World Cup crackdown on beggars, prostitutes, dogs - and students
As the world looks to Russia, the authorities are busy social cleansing, writes Oliver Carroll in Moscow
In the often paranoid months ahead of the 1980s Olympics, nervous Soviet leaders removed every perceivable risk from Russia's streets.
Parents were told to send their children to pioneer camps, lest they become infected by foreign disease. Students were sent to work the fields, lest foreign depravity dirty their souls. Leading dissidents were advised to stay at home, or imprisoned in psychological wards, lest they brought too much attention to themselves. Stray dogs were killed; and prostitutes, beggars, and other undesirable elements swept away past the "101km mark" - a point beyond the city borders where few foreigners went.
But 38 years on, history seems to be repeating itself. Once again, Russia is getting ready to host a profoundly politicised sporting event in a context of general distrust.
In 1980, Afghanistan and the treatment of dissidents were causing anxiety; today, other wars, tensions and internal crackdowns are at play. At least two nations have declined to send official delegations in the wake of the poisoning of dissident Russian spy Sergei Skripal.
A Ukrainian film director, on hunger strike in a Siberian prison for the best part of a month, threatens to overshadow the grand opening of the FIFA World Cup in five days' time.
And there are fears that insalubrious methods of urban filtration are again being applied in at least some of the 12 World Cup host cities. As has been widely reported, the mass euthanasia of dogs has been stepped up ahead of the World Cup. This is a feature of local government policy in many regions even outside of sports tournaments, but it is estimated that local authorities will increase the spend to more than £100m this year. A two million-strong petition against such methods has been delivered to the Kremlin, but President Vladimir Putin - supposedly a dog lover - has been unmoved.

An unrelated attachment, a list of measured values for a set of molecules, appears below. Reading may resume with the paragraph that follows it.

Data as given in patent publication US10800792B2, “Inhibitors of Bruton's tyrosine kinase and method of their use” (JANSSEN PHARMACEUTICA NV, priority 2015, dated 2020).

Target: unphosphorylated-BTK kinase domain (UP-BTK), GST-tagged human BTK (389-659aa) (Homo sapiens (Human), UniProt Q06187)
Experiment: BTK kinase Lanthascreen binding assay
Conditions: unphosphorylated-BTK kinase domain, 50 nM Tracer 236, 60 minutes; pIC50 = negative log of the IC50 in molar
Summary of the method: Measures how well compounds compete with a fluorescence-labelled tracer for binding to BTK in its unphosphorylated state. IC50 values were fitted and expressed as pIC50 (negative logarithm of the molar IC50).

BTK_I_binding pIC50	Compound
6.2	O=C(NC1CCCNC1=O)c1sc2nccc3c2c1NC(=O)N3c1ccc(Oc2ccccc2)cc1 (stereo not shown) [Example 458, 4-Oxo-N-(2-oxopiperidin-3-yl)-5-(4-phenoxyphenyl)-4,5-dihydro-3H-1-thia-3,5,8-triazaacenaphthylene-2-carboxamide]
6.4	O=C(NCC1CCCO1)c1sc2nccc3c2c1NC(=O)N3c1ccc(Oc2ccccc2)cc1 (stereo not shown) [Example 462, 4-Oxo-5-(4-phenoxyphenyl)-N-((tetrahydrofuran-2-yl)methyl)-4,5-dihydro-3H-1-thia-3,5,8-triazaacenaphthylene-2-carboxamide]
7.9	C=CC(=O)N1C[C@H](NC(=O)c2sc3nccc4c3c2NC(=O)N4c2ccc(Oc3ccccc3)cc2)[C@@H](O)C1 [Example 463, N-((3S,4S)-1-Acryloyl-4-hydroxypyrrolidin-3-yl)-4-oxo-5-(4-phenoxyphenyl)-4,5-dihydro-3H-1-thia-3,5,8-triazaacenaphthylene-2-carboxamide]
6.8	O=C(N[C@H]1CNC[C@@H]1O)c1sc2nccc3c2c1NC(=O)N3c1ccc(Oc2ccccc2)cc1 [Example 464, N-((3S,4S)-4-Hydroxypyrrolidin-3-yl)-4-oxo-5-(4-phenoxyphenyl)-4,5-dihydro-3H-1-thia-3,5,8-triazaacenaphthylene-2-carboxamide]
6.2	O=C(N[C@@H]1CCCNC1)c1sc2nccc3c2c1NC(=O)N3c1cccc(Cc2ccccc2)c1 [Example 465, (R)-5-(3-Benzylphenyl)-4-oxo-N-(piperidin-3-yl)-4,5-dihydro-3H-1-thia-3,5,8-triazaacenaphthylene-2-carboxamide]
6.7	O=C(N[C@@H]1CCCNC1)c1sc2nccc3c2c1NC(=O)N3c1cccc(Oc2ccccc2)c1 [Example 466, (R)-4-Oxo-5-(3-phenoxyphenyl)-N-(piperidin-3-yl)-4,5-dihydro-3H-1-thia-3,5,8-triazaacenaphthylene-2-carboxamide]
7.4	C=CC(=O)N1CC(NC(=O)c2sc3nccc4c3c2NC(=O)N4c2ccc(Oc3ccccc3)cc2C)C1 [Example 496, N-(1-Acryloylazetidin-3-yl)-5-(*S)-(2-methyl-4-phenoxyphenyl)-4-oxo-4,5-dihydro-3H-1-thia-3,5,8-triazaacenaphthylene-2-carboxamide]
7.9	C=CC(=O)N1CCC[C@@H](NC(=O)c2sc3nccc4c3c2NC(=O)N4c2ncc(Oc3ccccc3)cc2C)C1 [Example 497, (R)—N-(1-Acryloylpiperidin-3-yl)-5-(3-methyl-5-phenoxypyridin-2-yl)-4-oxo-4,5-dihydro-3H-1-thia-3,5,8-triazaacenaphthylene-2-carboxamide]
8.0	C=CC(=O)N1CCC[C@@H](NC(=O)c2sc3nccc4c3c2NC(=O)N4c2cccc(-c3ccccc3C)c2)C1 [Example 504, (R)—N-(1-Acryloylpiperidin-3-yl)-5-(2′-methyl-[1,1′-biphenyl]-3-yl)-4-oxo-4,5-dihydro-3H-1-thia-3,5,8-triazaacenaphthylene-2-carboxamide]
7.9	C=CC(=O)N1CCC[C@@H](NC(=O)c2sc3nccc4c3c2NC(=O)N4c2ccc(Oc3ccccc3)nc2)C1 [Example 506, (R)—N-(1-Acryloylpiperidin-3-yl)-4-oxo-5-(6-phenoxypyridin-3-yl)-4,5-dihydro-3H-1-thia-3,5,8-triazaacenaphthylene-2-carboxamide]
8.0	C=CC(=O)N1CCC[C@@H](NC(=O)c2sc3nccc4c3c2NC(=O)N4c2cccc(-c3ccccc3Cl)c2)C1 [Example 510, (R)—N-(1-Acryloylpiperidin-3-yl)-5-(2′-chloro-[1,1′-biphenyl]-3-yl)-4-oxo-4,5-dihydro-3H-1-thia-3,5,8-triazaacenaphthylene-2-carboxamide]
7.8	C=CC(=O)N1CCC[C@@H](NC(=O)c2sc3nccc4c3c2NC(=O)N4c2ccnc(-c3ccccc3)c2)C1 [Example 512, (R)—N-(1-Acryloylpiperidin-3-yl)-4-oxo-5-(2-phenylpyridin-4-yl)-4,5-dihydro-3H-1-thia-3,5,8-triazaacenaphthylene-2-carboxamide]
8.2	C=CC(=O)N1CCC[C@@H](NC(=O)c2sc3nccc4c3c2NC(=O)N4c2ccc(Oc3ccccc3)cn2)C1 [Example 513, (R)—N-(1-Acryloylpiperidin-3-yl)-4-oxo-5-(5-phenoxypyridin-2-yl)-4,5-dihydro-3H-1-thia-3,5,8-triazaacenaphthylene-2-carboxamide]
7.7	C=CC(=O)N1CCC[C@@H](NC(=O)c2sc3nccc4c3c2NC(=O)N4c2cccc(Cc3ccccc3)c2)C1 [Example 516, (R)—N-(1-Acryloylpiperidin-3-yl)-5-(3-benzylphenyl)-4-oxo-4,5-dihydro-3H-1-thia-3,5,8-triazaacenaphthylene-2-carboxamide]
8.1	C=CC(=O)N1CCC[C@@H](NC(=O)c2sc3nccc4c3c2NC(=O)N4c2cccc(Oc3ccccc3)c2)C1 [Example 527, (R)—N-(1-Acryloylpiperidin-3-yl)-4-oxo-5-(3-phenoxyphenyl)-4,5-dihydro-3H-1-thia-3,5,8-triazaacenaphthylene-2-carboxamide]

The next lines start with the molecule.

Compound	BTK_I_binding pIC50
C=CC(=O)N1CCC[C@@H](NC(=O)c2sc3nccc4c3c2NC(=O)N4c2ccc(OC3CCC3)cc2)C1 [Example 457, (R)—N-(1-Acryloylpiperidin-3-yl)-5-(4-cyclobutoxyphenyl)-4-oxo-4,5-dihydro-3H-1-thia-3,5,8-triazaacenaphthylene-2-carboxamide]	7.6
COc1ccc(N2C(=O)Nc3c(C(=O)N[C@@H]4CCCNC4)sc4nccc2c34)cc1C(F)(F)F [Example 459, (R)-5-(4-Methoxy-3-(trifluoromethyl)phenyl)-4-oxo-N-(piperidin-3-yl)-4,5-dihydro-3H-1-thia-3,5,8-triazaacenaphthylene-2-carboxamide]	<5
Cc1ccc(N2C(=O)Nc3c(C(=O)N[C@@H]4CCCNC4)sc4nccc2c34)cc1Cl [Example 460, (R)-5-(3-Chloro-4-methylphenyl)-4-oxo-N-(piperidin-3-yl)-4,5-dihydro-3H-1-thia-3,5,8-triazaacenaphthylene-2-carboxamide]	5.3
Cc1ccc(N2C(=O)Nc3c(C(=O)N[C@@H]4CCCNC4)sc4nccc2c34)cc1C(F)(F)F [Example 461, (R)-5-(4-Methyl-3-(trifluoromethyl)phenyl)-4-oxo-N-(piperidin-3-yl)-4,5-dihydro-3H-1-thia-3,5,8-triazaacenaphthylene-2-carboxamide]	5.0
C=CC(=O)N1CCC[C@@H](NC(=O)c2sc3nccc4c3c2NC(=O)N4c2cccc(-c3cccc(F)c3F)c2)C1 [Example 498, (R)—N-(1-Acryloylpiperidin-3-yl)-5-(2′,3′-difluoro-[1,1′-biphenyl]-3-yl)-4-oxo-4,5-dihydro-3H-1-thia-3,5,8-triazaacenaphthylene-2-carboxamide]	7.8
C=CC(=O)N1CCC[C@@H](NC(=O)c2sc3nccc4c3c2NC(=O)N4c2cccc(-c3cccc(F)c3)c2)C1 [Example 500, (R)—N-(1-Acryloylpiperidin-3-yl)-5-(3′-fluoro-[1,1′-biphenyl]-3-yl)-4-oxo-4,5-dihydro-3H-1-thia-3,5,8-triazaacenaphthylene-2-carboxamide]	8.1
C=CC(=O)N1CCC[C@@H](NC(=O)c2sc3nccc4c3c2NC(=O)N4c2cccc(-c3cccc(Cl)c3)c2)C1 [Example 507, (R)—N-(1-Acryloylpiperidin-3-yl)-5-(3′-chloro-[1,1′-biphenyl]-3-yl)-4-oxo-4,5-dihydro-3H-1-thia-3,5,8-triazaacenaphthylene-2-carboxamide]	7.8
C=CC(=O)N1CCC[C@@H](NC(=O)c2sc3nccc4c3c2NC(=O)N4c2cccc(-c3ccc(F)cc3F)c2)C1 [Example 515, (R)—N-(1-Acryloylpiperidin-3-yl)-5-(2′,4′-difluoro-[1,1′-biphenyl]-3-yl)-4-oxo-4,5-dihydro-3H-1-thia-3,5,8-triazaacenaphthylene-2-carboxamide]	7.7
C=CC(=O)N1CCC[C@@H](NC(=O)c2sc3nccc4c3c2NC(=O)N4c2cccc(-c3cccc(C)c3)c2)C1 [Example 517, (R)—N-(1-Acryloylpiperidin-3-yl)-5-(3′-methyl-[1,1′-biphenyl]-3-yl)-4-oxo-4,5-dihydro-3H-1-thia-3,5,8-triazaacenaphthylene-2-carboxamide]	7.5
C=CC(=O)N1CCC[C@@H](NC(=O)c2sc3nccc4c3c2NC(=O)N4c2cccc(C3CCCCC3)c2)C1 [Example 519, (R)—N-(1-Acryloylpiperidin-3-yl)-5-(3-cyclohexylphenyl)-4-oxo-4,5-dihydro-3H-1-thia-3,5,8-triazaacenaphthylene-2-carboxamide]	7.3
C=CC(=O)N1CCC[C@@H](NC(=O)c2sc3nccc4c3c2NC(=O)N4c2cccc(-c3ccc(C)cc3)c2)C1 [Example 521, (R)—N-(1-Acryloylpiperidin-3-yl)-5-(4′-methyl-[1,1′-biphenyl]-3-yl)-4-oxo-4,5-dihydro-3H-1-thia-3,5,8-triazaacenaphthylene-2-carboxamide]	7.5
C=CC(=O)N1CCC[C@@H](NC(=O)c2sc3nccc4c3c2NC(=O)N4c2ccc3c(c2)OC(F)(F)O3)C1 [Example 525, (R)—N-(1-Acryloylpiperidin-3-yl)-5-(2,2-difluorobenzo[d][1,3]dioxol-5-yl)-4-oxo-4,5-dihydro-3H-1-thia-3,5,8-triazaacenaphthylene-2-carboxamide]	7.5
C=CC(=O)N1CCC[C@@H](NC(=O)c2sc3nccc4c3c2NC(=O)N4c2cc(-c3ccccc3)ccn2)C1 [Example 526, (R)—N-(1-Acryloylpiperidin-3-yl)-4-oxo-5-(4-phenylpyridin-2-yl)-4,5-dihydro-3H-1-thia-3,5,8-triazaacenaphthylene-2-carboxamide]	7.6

Authorities have been similarly unimpressed by the complaints of students, who say their access to education has been sacrificed for the greater needs of the big party. In Moscow, one group campaigned - unsuccessfully - against the erection of a massive "fan zone" tent next to the main Moscow State University building (also their dormitory).
The students argued, perhaps not unreasonably, that the tent, which can accommodate 15,000 drunk revellers, was not the most conducive thing to study. One student, who made his feelings known by painting over a FIFA fan zone sign, is facing criminal charges. Police have categorised the offence as causing damage to a memorial of clear cultural significance.
In Yekaterinburg, Russia's fourth city, whole dormitories were emptied ahead of the World Cup. They were needed for more important guests: the thousands of police and soldiers brought in to the city for match security.
In the same city, police apparently embarked on an operation to round up beggars and the homeless. Rough sleeping spots in stations were the main target, with raids beginning in May. Some reports claimed dozens of homeless people were bussed out to neighbouring cities. Homeless charities expect the raids to continue during the World Cup. Similar practices have been reported in Kazan, another host city.